Molefe returns home after seven years spent in Europe first as a scholar and then as an African in the Diaspora hoping to materialize his dreams to reality in the blanket of opportunity the new continent seems to be. When he fails dismally, a much needed excuse is needed to provoke him to return home with a shred of dignity. His brother, Puso, has died. “Lefe, as he is affectionately known, is now forced to hold up the mirror that reflects his past, the oddness of the circumstances that made him who he is, and the sometimes cold part of his character that creeps up, to himself and evaluate it all in the excitement of making funeral arrangements for his brother.
Having grown up with his gentle grandmother, who favored him for the simple fact that he had been named after her deceased husband, Molefe later comes to realize and possibly appreciate the simplicity he had been blessed with while growing up in rural Lesotho in the post colonization era. As a young boy he centered his life around running errands for the ailing grandmother, spying on Thembi- a relative, who unbeknownst to herself introduced him to the thrills of adolescence and inspired the young ‘Lefe to go and explore the joys of female interaction on a deeper level…,and running to the convenience store to check for mail that more often than not reported some kind of tragedy, usually death.
For Molefe, life as a child was routine until one day Thembi’s uncles from the country neighboring theirs came to take her on a secret mission, for which she did not want to go. Later on, Molefe would accidentally uncover the reason for her flight, and it seems as though something toward her had changed upon her arrival back from the country neighboring theirs.
The only friend that ‘Lefe ever really had was Twice – named so for his stutter. But he suddenly disappeared on the family that had grown to accept him as one of their own. Although from another country, Twice was loved by all (save for Puso). He was especially well liked and accommodated by Abuti Jefti, an old drunk that had brilliant ideas and had seen the world, but came home with little to show for it and a smaller role to play in his society than he would have liked.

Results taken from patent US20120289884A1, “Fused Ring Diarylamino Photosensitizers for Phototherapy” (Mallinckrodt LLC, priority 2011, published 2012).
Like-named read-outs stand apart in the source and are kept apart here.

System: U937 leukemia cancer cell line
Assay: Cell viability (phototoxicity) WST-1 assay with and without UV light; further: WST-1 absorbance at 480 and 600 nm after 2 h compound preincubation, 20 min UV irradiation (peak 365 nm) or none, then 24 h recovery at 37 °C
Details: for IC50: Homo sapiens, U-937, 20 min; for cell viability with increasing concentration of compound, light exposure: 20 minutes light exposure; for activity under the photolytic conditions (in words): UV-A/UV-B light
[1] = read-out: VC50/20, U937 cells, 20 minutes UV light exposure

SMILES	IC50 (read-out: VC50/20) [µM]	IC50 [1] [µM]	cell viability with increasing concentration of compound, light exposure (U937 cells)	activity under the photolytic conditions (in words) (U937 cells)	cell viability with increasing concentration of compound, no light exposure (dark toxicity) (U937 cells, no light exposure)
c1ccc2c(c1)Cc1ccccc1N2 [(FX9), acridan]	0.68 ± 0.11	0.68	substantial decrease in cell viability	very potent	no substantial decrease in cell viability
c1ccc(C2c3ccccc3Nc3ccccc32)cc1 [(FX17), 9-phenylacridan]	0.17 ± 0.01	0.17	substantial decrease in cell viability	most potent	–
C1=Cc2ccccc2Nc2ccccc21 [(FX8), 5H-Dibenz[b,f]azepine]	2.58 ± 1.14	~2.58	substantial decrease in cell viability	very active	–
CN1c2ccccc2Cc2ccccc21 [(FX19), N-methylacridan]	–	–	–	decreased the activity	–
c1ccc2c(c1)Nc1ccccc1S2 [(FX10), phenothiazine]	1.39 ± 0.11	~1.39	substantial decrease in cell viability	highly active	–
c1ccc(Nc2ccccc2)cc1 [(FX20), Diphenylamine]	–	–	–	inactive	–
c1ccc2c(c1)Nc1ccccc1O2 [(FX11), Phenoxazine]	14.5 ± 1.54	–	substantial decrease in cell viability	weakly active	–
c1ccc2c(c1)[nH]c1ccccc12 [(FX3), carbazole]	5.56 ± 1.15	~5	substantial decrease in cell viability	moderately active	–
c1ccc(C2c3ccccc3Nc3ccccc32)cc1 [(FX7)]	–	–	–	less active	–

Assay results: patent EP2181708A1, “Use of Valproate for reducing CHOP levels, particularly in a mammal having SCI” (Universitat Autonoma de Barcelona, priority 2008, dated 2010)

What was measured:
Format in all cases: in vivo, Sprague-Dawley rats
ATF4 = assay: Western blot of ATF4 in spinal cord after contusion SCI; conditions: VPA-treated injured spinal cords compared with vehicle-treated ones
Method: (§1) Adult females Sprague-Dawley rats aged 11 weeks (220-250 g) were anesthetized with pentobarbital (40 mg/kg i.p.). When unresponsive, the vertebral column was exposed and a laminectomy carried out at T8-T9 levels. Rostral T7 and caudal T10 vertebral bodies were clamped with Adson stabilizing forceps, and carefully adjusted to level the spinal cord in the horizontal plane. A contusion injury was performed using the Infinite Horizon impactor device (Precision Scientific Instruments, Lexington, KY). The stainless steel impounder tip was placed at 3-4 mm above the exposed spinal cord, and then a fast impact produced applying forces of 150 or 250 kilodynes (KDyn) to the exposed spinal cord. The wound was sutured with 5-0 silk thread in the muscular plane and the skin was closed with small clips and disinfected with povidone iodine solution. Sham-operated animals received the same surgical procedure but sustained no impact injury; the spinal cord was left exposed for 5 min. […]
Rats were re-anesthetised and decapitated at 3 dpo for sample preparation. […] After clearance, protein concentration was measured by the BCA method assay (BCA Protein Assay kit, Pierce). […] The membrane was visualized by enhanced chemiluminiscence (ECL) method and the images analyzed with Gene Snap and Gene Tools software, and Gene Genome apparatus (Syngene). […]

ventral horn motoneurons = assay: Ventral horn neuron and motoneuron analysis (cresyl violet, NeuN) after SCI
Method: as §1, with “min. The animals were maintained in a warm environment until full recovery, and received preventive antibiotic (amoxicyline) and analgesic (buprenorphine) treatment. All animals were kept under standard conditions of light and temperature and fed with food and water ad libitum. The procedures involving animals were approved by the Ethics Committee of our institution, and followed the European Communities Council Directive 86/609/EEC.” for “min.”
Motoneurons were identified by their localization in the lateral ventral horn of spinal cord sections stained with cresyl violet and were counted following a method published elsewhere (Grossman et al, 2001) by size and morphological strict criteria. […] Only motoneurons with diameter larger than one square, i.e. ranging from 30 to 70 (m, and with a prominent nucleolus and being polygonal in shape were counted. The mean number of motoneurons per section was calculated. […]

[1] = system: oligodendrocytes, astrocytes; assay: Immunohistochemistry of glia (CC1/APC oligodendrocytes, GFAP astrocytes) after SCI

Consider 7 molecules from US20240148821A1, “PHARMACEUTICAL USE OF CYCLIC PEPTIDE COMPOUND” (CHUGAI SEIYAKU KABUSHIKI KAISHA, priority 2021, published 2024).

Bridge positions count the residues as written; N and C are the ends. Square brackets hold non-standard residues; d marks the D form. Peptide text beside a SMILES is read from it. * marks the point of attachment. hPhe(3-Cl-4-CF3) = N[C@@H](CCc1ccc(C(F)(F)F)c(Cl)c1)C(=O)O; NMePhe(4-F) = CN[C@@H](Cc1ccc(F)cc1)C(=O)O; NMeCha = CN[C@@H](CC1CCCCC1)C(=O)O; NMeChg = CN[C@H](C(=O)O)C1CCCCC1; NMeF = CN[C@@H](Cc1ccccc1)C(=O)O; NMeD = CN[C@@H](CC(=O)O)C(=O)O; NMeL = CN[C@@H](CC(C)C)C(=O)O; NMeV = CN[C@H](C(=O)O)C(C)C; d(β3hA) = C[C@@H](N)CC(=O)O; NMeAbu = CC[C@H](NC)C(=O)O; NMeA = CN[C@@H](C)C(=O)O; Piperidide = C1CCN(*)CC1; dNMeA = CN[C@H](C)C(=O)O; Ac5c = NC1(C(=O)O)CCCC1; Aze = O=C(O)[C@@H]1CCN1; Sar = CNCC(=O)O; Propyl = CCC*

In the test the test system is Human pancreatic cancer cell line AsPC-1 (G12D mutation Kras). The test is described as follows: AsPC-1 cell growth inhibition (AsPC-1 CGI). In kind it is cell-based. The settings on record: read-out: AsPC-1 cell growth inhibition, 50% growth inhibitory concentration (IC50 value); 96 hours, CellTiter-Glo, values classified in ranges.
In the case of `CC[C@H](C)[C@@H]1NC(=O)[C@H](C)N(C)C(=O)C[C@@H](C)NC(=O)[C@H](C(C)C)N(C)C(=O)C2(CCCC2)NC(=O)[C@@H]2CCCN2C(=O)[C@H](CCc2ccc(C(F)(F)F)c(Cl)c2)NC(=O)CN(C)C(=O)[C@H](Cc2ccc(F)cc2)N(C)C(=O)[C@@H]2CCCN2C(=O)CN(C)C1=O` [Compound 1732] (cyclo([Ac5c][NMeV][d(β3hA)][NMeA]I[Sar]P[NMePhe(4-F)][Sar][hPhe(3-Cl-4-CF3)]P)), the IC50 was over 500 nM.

Many years later Twice returns to attend Puso’s funeral, and the circle is almost complete as many people are reunited through this tragedy. He comes with a wife, tales of war and valor, told with the passion that comes with the will of needing to fight for something bigger than one’s self, and a need to leave again. This pokes Molefe to once again consider his next move in life.
Many themes are tackled here, although the central one is death that plagued the people in that time. This is a heart wrenching book in some ways, as issues such as female circumcision and African culture that breaks up families come to light. There are many surprising twists in this read, which make it unforgettable. Unfortunately, there are also many spelling mistakes throughout the book and the author jumps from one scene to another with no clear distinction from the last one. That being said, this is a highly recommended book.
Morabo Morejele holds degrees from London School of Economics and the Institute of Social Sciences in The Hague. He has worked for many organizations and is also a musician.